A dark and mysterious title. And just like its enemies, Prey itself came out of nowhere. I’d seen it at E3 and looked forward to it, but I had no idea it was launching until a Steam pop-up alerting me of my last chance to pre-order it. Which seemed very odd. Prey seemed content to somewhat silently creep into stores and launch.
And the saddest part of it is, it didn’t need to.
Prey is an FPS made by Arkane Studios, the team behind the Dishonoured series and Bioshock 2. Prey falls into the same beats as both those titles; it’s an FPS with a limited selection of guns and powers, featuring a wide variety of upgrades and a sprawling story and world you can dive into.
You begin the game choosing whether or not your character, Morgan Yu, is to be a Male or Female. This doesn’t change much apart from the voice of your partner AI, January. The game starts with you waking up in bed. You get dressed, go to the roof of your apartment building and into a helicopter, where you’re flown to a facility and begin with a few basic tests done before some Scientists who, though nice, seem slightly on edge. Then something starts to happen, and you wake up lying in your bed just like when the game started.
You get out of bed again, just as you did before, and read an e-mail. And it warns you to get OUT.
Fast-forward and you’ll find a familiar weapon in a Wrench. Any Bioshock fan will be used to this one, but you won’t be using it on an enemy, not yet. The door to your balcony is closed but it looks like a beautiful day.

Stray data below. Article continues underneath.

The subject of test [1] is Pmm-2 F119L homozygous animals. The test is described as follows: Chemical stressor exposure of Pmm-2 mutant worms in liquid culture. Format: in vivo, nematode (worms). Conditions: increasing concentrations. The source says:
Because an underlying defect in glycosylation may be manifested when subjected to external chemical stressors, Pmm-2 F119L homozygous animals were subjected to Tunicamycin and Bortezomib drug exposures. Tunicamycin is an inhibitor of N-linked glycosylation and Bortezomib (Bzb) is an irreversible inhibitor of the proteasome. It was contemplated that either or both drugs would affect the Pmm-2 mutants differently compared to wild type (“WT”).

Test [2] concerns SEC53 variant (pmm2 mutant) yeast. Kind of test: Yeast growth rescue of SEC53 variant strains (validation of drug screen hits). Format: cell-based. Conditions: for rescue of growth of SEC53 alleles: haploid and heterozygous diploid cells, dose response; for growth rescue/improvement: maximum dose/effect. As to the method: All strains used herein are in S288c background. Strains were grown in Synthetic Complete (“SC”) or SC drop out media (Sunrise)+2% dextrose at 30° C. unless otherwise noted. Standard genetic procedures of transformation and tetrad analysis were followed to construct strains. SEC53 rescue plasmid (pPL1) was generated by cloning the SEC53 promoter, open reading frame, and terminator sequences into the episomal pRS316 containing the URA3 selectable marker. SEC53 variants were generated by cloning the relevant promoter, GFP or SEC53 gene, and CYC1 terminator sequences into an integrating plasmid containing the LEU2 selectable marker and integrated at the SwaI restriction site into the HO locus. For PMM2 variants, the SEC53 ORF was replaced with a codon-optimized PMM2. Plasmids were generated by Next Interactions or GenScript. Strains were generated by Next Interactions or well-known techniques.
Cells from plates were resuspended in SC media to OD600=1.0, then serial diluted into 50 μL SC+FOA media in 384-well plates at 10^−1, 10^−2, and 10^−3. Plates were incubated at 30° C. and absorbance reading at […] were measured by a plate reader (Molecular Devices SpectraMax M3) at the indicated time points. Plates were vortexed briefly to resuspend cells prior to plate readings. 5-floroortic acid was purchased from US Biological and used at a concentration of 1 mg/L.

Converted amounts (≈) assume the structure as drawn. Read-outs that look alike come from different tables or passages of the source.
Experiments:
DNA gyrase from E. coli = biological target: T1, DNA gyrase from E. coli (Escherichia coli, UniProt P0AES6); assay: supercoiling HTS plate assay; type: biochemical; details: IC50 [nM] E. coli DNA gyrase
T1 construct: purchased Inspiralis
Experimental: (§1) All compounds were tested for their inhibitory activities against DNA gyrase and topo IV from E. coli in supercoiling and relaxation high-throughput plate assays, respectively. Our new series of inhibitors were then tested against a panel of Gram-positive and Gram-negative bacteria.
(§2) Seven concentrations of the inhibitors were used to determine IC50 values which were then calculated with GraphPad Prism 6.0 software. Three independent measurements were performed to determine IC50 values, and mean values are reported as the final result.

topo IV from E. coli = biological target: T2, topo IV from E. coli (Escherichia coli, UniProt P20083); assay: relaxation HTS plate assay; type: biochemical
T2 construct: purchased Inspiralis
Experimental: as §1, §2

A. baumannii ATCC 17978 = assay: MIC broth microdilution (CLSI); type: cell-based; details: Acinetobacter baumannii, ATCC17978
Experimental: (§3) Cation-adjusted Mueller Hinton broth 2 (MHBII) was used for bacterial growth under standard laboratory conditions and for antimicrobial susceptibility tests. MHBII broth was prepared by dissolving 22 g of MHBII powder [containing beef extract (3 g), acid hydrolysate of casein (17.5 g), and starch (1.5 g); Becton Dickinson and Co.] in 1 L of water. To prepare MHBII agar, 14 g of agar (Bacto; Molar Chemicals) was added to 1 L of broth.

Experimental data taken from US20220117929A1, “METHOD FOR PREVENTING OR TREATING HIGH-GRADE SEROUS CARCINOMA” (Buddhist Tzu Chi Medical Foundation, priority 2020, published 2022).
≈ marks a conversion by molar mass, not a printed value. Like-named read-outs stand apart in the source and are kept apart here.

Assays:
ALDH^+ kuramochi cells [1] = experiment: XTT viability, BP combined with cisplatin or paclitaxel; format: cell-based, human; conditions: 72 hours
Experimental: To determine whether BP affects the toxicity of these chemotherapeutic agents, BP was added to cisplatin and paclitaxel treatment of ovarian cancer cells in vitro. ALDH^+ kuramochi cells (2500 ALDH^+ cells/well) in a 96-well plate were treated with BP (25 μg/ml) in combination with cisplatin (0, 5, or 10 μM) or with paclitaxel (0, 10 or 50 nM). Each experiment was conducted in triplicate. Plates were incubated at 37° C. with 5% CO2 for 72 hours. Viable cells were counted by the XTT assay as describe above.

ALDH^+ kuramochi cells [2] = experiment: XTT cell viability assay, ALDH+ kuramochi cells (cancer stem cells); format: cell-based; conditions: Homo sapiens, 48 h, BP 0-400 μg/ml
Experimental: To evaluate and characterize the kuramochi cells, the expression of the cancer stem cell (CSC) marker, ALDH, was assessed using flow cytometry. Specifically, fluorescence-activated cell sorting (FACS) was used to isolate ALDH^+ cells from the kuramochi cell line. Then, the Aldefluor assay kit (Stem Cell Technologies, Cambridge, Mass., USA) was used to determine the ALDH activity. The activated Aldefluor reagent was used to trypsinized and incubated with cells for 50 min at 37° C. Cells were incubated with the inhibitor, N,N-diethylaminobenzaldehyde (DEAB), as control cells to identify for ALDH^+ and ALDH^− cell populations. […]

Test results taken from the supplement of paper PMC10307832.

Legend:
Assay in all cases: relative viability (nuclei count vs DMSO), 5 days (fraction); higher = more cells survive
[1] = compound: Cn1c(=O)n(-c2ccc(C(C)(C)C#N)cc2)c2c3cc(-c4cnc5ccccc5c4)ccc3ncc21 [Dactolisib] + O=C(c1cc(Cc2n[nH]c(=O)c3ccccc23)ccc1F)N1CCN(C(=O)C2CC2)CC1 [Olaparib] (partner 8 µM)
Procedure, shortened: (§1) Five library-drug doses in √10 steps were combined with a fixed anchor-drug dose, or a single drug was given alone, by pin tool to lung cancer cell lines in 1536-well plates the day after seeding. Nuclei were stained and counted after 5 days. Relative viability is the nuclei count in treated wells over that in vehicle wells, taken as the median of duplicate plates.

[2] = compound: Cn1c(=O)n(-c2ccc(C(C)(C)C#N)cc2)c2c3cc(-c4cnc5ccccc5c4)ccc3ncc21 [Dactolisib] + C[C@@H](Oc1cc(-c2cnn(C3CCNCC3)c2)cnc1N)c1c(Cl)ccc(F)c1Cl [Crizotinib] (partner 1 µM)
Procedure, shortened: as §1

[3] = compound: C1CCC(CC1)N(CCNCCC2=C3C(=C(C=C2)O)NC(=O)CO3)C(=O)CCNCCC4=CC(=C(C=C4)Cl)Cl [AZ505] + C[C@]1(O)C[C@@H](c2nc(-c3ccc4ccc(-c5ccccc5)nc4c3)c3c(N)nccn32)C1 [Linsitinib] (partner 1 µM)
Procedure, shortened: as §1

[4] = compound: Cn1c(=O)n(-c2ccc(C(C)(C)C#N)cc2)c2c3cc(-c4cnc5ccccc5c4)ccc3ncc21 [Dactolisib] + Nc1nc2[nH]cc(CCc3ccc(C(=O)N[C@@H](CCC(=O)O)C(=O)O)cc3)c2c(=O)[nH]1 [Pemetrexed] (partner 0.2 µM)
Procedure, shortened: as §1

And then with one swing of your wrench, the glass falls to reveal a dark, empty facility, full of these strange aliens called the Typhon, all with different world-altering abilities and Prey has begun.
It’s a very powerful start, and Prey has a consistently interesting story through-out. You’re always left guessing, but not enough to feel confused. I always knew what was happening, but I wasn’t ever 100% on everything. On people’s motives and the reasons behind it all. It leaves a lot for you to piece together, and it works well.
The game progresses very simply. You have Main story missions with Objectives you must complete, though the way in which you complete them is left to you, and you’ll pick up a rather large number of side-quests as you explore the space station. The UI is quite cluttered and navigating to the correct side-missions can be a bit of a pain, and the screen can become overly cluttered with quest markers if you don’t manage them.
Gameplay-wise, if you’ve played Bioshock then you’ll find the entire system of Prey very familiar. It’s a solid FPS with RPG elements, with powers that you can utilize to alleviate some of your bullet usage. But it seems like Bioshock mixed with Arkane’s own Dishonoured series.
You have a variety of different sub-sets of ability to experiment with; Scientist, Engineer and Security. Scientist focuses on hacking and technology, Engineering on mechanics and robotics, and Security is your run-of-the-mill health and armour upgrades. Like Dishonoured, there’s always different routes you can take depending on how you’ve invested your abilities. With high hacking you could simply get through a door you might have needed to find the keycode for, or with high engineering fix an elevator and reach an area otherwise you might not have.
Eventually, you’ll also get access to your powers. You gain more of these by scanning enemies; different enemies will unlock different abilities. Ones with fire powers will unlock fire abilities, etc.
On the surface, it seems quite generic almost. But just peel the surface away and you’ll find with all the different types of abilities under your helm, you can customize your play experience quite well. One example is the Mimic ability, which lets you take control of any inanimate object. Initially I assumed it was so you could hide from enemies and yes, that’s exactly right.